OOS 10
Toward Prediction in the Restoration of Biodiversity

Monday, August 10, 2015: 1:30 PM-5:00 PM
342, Baltimore Convention Center
Lars A. Brudvig, Michigan State University
Lars A. Brudvig, Michigan State University
Restoration ecology holds great promise for promoting biodiversity in damaged ecosystems, yet achieving this promise has been hampered by a lack of predictable outcomes. In particular, seemingly similar restoration practices may result in substantial variation in community diversity or composition and we generally lack understanding of the processes that lead to this variation. This Organized Oral Session will explore the alignment of restoration ecology with contemporary community ecology theory, with the goal of advancing progress toward increasing the predictability of restoration outcomes. Restoration ecology has commonly adopted a retrospective, deterministic, species-based model, with the goal of re-creating specific historical ecosystem states defined by particular species compositions. Contemporary models of community assembly, however, emphasize the development of divergent species assemblages due to chance dispersal events, environmental and demographic stochasticity, priority effects, and ecosystem feedbacks. In spite of such divergence in community composition, community assembly may be predictable through the use of functional traits. To date, the extension of these potentially promising concepts to restoration remains poorly explored. To what extent can restoration outcomes become more predictable through stronger alignment with contemporary community ecology theory and broader consideration of relevant processes that may underpin variation in community assembly outcomes? Or, will the stochastic nature of community assembly fundamentally challenge our capacity to predictably restore particular species assemblages? This Organized Oral Session will explore these questions through work evaluating issues such as the roles of dispersal, environmental and demographic stochasticity, plant-soil feedbacks, and alternative states during restoration. Furthermore, talks will explore the utility of functional traits in explaining and predicting restoration outcomes. In sum, this session will provide the field of restoration ecology with an important advance through alignment with contemporary community ecology theory, seek better understanding of the processes and mechanisms that shape community assembly and predictability in restoration outcomes, and illustrate rich restoration ecology-based tests of emerging community ecology theory.
1:30 PM
 Using phylogenetic information to guide prediction in tallgrass prairie restoration
Rebecca S. Barak, Chicago Botanic Garden; Daniel J. Larkin, Chicago Botanic Garden; Andrew L. Hipp, The Morton Arboretum; Marlin L. Bowles, The Morton Arboretum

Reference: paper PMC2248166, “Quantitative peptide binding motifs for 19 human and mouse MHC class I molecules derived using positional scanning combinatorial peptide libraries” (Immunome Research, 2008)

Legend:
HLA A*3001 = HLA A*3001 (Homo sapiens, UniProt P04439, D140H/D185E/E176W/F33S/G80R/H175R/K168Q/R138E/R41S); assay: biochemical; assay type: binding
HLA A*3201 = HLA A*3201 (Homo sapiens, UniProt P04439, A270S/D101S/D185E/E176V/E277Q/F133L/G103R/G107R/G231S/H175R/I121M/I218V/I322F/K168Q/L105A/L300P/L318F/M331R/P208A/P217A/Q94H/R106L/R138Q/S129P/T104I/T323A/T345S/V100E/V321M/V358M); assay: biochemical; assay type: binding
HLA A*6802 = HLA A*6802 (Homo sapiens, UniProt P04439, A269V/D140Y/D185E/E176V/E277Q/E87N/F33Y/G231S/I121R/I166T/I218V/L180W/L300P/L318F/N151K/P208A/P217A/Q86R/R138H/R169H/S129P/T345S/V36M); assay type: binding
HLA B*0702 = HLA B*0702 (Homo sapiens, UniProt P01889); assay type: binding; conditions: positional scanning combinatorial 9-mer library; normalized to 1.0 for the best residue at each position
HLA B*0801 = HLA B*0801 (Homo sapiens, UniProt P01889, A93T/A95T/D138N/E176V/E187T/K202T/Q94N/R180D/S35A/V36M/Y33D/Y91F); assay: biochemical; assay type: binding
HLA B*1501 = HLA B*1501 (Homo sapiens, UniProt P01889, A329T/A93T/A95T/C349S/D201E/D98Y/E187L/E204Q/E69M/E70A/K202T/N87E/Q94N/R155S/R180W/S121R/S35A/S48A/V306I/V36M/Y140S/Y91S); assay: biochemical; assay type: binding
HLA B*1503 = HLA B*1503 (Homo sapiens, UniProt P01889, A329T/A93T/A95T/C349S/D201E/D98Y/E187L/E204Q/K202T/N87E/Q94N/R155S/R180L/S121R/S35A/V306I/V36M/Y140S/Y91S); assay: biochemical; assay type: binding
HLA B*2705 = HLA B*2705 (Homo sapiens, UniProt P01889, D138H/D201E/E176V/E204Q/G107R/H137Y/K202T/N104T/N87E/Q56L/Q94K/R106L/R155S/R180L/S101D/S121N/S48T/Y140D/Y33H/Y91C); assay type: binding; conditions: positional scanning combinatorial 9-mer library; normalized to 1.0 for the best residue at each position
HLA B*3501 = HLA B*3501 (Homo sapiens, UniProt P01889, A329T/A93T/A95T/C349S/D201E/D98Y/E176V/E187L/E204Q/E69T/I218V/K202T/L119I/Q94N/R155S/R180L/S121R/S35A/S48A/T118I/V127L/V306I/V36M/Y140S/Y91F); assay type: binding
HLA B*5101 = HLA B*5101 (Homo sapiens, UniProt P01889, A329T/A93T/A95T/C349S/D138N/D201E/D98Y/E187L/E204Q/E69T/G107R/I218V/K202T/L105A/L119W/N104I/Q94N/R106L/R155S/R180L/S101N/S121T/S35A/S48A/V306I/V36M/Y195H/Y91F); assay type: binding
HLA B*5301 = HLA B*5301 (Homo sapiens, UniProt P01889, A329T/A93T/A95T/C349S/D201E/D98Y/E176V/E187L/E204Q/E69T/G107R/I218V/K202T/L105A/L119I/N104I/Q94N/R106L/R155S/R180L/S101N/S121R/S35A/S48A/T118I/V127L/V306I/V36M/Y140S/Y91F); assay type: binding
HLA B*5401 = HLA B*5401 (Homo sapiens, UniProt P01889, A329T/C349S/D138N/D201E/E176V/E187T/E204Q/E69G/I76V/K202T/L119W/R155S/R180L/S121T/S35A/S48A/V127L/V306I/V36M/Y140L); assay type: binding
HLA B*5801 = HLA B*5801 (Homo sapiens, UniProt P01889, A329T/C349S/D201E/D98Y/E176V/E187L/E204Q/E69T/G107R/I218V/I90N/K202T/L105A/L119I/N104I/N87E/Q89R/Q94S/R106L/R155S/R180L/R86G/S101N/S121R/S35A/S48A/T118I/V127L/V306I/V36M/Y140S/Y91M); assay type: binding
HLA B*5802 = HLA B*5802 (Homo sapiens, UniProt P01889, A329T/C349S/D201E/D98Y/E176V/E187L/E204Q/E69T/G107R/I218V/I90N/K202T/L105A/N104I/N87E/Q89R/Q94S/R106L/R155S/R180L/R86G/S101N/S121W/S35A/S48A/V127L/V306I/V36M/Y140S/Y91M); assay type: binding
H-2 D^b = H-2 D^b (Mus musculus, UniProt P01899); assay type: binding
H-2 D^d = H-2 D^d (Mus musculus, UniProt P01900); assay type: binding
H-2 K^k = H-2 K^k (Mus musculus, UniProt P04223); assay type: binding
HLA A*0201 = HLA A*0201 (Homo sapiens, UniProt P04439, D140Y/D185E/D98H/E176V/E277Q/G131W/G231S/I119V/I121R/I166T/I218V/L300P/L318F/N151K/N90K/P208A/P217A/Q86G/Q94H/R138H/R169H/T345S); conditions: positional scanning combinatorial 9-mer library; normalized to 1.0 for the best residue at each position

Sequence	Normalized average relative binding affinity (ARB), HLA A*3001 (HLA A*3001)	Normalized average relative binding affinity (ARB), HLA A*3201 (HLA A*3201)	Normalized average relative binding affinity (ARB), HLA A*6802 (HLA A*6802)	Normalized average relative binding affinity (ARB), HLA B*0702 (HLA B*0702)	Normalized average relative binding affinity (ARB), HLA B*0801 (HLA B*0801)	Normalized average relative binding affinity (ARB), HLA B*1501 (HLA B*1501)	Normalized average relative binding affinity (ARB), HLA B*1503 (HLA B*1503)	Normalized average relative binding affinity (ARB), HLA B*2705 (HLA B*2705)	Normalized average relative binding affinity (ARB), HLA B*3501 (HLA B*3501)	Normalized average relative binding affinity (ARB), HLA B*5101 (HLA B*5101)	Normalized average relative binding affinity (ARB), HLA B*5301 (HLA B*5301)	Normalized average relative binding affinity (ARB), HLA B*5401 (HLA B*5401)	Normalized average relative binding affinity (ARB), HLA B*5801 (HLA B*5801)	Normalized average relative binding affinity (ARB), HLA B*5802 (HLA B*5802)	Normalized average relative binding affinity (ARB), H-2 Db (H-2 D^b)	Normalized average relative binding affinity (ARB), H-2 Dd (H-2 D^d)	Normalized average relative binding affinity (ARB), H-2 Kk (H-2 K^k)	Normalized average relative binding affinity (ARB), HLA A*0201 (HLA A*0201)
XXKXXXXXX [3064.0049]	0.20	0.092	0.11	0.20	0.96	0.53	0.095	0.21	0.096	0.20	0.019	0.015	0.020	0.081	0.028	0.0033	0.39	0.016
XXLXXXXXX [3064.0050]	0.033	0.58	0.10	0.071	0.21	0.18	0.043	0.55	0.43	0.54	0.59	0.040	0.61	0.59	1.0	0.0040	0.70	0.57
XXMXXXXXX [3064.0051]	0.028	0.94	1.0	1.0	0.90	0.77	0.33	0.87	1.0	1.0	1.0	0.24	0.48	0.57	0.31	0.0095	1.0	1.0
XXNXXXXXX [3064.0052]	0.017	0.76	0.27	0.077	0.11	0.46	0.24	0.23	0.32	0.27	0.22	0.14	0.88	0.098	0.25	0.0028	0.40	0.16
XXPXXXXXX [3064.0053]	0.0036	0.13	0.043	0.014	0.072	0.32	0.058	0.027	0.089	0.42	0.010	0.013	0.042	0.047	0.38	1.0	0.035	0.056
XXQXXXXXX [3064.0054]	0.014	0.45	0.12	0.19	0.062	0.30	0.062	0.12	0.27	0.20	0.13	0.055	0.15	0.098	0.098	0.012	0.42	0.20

1:50 PM
 Every restoration is unique: Testing priority effects, year effects, and site effects as determinants of initial restoration trajectories
Truman P. Young, University of California, Davis; Katie Stuble, University of California; Emily P. Zefferman, University of Tennessee; Stephen Fick, University of California, Davis; Kurt J. Vaughn, University of California
2:10 PM
 The application of coexistence theory to restoration
Loralee Larios, University of Montana; Katharine N. Suding, University of Colorado
2:30 PM
 Plant-soil feedbacks, soil microbial inoculations, and restoration of native diversity
Jonathan Bauer, Indiana University; Liz Koziol, Indiana University; Geoffrey House, Indiana University; Peggy A. Schultz, Indiana University; James D. Bever, Indiana University
2:50 PM
 Interpreting trajectories of restored wetland plant communities
Jeffrey Matthews, University of Illinois at Urbana-Champaign
3:10 PM
3:40 PM
 Are functional trait-mediated vital rates contingent on the environment?
Daniel C. Laughlin, University of Wyoming; Robert T. Strahan, Northern Arizona University; Margaret M. Moore, Northern Arizona University
4:00 PM
 Functional traits as predictors of community assembly and ecosystem function in restored prairies
Chad R. Zirbel, Michigan State University; Emily Grman, Eastern Michigan University; Tyler Bassett, Michigan State University; Lars A. Brudvig, Michigan State University
4:20 PM
 Which components of plant diversity are most correlated with ecosystem properties? A case study in a restored wetland in northern China
Yiran Zhang, Shenyang Academy of Environmental Sciences; Renqing Wang, Shandong University; David Kaplan, University of Florida; Jian Liu, Shandong University
4:40 PM
 A predictive community ecology model for extrapolating from field observations to novel conditions
Adam T. Clark, University of Minnesota; Clarence Lehman, University of Minnesota; David Tilman, University of Minnesota